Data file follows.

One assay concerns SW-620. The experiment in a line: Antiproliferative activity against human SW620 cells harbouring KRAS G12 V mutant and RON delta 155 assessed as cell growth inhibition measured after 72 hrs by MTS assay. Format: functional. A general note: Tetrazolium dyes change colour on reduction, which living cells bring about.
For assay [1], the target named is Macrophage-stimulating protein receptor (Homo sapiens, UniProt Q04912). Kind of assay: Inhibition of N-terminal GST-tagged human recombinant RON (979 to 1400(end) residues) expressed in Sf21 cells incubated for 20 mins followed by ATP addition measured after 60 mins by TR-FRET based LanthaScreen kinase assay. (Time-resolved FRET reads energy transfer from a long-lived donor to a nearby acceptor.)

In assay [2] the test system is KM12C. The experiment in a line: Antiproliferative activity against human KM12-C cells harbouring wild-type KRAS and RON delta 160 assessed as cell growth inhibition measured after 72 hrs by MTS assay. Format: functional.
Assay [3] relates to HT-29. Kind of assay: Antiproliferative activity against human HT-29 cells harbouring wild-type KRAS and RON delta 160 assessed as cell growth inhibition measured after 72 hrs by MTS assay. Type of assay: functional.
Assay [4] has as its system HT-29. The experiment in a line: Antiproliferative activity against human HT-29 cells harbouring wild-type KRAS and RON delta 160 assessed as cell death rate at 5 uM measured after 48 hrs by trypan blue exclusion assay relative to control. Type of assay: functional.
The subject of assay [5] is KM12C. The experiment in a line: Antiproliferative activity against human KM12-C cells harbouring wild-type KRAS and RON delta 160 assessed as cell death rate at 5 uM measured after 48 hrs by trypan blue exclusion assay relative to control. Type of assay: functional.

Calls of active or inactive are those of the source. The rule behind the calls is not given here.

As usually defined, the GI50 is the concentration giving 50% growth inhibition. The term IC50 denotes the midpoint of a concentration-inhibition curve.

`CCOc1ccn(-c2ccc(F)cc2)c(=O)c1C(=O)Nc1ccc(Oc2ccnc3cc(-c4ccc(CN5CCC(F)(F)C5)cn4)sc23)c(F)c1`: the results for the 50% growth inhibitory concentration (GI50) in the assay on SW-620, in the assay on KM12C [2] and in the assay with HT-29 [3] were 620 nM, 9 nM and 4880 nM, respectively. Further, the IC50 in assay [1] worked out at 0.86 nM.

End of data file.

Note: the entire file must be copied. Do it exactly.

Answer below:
One assay concerns SW-620. The experiment in a line: Antiproliferative activity against human SW620 cells harbouring KRAS G12 V mutant and RON delta 155 assessed as cell growth inhibition measured after 72 hrs by MTS assay. Format: functional. A general note: Tetrazolium dyes change colour on reduction, which living cells bring about.
For assay [1], the target named is Macrophage-stimulating protein receptor (Homo sapiens, UniProt Q04912). Kind of assay: Inhibition of N-terminal GST-tagged human recombinant RON (979 to 1400(end) residues) expressed in Sf21 cells incubated for 20 mins followed by ATP addition measured after 60 mins by TR-FRET based LanthaScreen kinase assay. (Time-resolved FRET reads energy transfer from a long-lived donor to a nearby acceptor.)

In assay [2] the test system is KM12C. The experiment in a line: Antiproliferative activity against human KM12-C cells harbouring wild-type KRAS and RON delta 160 assessed as cell growth inhibition measured after 72 hrs by MTS assay. Format: functional.
Assay [3] relates to HT-29. Kind of assay: Antiproliferative activity against human HT-29 cells harbouring wild-type KRAS and RON delta 160 assessed as cell growth inhibition measured after 72 hrs by MTS assay. Type of assay: functional.
Assay [4] has as its system HT-29. The experiment in a line: Antiproliferative activity against human HT-29 cells harbouring wild-type KRAS and RON delta 160 assessed as cell death rate at 5 uM measured after 48 hrs by trypan blue exclusion assay relative to control. Type of assay: functional.
The subject of assay [5] is KM12C. The experiment in a line: Antiproliferative activity against human KM12-C cells harbouring wild-type KRAS and RON delta 160 assessed as cell death rate at 5 uM measured after 48 hrs by trypan blue exclusion assay relative to control. Type of assay: functional.

Calls of active or inactive are those of the source. The rule behind the calls is not given here.

As usually defined, the GI50 is the concentration giving 50% growth inhibition. The term IC50 denotes the midpoint of a concentration-inhibition curve.

`CCOc1ccn(-c2ccc(F)cc2)c(=O)c1C(=O)Nc1ccc(Oc2ccnc3cc(-c4ccc(CN5CCC(F)(F)C5)cn4)sc23)c(F)c1`: the results for the 50% growth inhibitory concentration (GI50) in the assay on SW-620, in the assay on KM12C [2] and in the assay with HT-29 [3] were 620 nM, 9 nM and 4880 nM, respectively. Further, the IC50 in assay [1] worked out at 0.86 nM.